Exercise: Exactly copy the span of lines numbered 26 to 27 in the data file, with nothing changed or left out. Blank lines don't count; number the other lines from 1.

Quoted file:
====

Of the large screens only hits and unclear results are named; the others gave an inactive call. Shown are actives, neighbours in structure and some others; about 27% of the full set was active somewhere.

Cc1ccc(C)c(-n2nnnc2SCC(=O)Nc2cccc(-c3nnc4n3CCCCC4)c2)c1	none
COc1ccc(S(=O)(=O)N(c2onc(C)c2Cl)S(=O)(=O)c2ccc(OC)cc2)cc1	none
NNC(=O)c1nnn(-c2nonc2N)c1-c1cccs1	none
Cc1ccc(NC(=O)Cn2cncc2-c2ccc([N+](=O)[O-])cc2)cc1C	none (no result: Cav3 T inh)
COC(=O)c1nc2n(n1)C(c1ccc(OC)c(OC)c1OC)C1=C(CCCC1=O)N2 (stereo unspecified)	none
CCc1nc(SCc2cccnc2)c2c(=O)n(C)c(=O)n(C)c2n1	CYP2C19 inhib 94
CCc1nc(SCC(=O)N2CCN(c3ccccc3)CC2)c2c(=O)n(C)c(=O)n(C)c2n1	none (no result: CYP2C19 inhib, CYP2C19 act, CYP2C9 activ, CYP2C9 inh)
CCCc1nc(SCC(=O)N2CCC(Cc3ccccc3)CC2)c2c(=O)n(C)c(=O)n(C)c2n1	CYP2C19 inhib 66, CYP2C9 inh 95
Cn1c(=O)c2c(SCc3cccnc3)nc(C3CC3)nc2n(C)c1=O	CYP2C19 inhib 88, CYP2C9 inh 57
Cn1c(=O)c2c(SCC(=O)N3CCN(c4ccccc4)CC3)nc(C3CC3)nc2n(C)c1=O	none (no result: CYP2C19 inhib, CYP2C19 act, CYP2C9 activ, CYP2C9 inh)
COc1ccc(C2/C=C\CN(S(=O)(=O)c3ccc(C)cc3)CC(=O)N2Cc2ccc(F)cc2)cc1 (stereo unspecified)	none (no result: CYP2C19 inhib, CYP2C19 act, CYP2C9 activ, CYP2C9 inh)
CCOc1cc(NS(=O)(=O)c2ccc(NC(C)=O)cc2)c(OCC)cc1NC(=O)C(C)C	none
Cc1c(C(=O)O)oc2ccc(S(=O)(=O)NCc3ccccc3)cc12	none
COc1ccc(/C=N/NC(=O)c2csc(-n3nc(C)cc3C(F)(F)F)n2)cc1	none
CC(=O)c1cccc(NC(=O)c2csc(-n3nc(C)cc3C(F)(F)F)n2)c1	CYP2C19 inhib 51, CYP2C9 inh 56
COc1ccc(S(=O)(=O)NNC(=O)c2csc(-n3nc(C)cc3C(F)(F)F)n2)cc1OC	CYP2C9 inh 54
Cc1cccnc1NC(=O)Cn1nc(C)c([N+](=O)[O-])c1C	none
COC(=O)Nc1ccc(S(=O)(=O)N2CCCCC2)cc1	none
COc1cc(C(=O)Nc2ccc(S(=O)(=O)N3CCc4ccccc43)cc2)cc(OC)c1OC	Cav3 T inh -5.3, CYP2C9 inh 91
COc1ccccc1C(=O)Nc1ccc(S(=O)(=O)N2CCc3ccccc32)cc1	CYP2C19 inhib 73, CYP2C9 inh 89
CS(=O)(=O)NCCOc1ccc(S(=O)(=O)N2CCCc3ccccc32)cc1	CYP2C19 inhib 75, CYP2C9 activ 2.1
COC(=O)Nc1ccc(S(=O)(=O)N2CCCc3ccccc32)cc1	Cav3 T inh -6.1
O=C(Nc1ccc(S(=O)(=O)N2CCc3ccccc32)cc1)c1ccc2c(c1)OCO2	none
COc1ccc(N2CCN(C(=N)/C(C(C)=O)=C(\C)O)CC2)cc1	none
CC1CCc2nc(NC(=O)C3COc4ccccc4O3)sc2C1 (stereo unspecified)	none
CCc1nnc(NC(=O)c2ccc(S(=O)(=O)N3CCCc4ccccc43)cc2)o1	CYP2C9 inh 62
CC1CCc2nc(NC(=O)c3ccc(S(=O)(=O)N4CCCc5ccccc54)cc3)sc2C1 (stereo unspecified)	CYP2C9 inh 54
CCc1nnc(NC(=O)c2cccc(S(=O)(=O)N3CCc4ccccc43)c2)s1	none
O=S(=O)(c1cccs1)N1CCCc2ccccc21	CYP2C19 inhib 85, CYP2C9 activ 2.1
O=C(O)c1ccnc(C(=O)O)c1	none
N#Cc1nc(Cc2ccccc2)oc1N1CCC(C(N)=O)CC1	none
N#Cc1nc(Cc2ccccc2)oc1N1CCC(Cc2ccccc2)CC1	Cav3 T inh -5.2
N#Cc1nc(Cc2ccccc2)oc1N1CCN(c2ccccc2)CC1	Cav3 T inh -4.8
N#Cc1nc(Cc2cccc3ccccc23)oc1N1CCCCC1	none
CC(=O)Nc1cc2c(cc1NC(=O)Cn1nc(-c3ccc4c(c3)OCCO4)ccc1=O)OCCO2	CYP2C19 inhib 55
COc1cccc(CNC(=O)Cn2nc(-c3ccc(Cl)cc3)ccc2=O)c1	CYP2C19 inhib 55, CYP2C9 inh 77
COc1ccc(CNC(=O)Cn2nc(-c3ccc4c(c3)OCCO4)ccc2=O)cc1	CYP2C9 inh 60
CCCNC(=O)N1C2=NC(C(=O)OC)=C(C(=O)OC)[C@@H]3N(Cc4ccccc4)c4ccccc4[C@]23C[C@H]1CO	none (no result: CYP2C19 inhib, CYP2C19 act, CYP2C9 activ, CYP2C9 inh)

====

CC1CCc2nc(NC(=O)C3COc4ccccc4O3)sc2C1 (stereo unspecified)	none
CCc1nnc(NC(=O)c2ccc(S(=O)(=O)N3CCCc4ccccc43)cc2)o1	CYP2C9 inh 62